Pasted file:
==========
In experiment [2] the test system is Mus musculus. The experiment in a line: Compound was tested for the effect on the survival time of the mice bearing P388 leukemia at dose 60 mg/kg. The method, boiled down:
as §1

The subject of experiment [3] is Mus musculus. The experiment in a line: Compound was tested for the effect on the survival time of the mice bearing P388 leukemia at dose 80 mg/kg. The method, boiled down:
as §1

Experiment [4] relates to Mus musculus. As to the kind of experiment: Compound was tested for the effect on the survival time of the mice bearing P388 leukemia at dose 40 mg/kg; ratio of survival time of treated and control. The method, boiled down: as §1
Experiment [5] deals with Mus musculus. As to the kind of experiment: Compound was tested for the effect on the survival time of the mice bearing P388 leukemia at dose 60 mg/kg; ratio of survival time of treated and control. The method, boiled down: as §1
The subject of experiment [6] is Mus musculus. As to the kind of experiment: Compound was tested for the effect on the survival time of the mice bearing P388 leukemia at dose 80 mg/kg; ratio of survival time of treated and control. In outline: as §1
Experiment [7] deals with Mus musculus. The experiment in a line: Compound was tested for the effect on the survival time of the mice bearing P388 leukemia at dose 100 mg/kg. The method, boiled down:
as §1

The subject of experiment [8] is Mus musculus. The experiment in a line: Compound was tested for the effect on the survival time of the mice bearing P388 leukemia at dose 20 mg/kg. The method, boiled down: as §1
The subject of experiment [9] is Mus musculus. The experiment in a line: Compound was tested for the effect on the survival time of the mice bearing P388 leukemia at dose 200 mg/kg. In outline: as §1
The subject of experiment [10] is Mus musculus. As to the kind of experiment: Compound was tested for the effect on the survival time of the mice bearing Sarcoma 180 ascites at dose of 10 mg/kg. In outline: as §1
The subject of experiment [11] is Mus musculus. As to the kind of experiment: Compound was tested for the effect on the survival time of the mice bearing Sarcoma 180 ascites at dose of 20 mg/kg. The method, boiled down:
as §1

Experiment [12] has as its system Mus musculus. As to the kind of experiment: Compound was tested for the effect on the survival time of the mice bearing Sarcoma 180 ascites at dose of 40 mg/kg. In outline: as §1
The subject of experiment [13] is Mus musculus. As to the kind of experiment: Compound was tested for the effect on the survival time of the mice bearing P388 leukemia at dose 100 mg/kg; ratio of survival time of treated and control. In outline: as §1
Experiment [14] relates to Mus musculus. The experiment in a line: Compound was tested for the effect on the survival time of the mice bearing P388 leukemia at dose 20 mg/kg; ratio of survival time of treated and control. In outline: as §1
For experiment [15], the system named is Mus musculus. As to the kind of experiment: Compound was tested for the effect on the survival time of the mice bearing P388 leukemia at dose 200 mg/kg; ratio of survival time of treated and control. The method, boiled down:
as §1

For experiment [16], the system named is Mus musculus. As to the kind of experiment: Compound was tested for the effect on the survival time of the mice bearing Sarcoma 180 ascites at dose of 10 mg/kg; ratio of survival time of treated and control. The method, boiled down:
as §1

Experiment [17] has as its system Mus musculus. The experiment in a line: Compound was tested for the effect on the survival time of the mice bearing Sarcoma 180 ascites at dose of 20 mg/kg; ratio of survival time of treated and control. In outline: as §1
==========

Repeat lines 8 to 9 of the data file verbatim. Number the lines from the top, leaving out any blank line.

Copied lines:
Experiment [7] deals with Mus musculus. The experiment in a line: Compound was tested for the effect on the survival time of the mice bearing P388 leukemia at dose 100 mg/kg. The method, boiled down:
as §1